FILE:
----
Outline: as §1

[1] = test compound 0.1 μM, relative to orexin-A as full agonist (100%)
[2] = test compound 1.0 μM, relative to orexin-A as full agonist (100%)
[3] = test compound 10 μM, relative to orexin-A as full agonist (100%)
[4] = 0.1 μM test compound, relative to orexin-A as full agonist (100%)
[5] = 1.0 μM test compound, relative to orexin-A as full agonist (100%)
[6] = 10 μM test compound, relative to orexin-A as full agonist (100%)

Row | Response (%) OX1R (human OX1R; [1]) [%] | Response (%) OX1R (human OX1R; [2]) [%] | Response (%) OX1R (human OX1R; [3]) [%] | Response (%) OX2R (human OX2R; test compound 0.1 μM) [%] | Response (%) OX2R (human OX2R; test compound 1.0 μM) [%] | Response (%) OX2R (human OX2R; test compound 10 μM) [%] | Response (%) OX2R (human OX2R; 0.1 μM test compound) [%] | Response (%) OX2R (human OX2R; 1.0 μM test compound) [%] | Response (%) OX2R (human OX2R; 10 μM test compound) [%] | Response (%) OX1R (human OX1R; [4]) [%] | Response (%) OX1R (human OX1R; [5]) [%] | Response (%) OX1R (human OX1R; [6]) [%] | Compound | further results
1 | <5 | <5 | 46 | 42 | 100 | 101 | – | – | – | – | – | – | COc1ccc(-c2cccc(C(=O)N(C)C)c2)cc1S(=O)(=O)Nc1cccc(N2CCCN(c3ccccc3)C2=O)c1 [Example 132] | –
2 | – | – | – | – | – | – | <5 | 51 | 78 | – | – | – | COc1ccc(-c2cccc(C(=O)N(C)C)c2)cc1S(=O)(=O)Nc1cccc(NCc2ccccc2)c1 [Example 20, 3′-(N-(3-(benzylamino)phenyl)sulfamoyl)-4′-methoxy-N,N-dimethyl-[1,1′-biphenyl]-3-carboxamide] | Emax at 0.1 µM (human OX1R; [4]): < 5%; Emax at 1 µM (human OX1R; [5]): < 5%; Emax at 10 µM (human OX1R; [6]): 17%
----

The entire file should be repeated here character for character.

Outline: as §1

[1] = test compound 0.1 μM, relative to orexin-A as full agonist (100%)
[2] = test compound 1.0 μM, relative to orexin-A as full agonist (100%)
[3] = test compound 10 μM, relative to orexin-A as full agonist (100%)
[4] = 0.1 μM test compound, relative to orexin-A as full agonist (100%)
[5] = 1.0 μM test compound, relative to orexin-A as full agonist (100%)
[6] = 10 μM test compound, relative to orexin-A as full agonist (100%)

Row | Response (%) OX1R (human OX1R; [1]) [%] | Response (%) OX1R (human OX1R; [2]) [%] | Response (%) OX1R (human OX1R; [3]) [%] | Response (%) OX2R (human OX2R; test compound 0.1 μM) [%] | Response (%) OX2R (human OX2R; test compound 1.0 μM) [%] | Response (%) OX2R (human OX2R; test compound 10 μM) [%] | Response (%) OX2R (human OX2R; 0.1 μM test compound) [%] | Response (%) OX2R (human OX2R; 1.0 μM test compound) [%] | Response (%) OX2R (human OX2R; 10 μM test compound) [%] | Response (%) OX1R (human OX1R; [4]) [%] | Response (%) OX1R (human OX1R; [5]) [%] | Response (%) OX1R (human OX1R; [6]) [%] | Compound | further results
1 | <5 | <5 | 46 | 42 | 100 | 101 | – | – | – | – | – | – | COc1ccc(-c2cccc(C(=O)N(C)C)c2)cc1S(=O)(=O)Nc1cccc(N2CCCN(c3ccccc3)C2=O)c1 [Example 132] | –
2 | – | – | – | – | – | – | <5 | 51 | 78 | – | – | – | COc1ccc(-c2cccc(C(=O)N(C)C)c2)cc1S(=O)(=O)Nc1cccc(NCc2ccccc2)c1 [Example 20, 3′-(N-(3-(benzylamino)phenyl)sulfamoyl)-4′-methoxy-N,N-dimethyl-[1,1′-biphenyl]-3-carboxamide] | Emax at 0.1 µM (human OX1R; [4]): < 5%; Emax at 1 µM (human OX1R; [5]): < 5%; Emax at 10 µM (human OX1R; [6]): 17%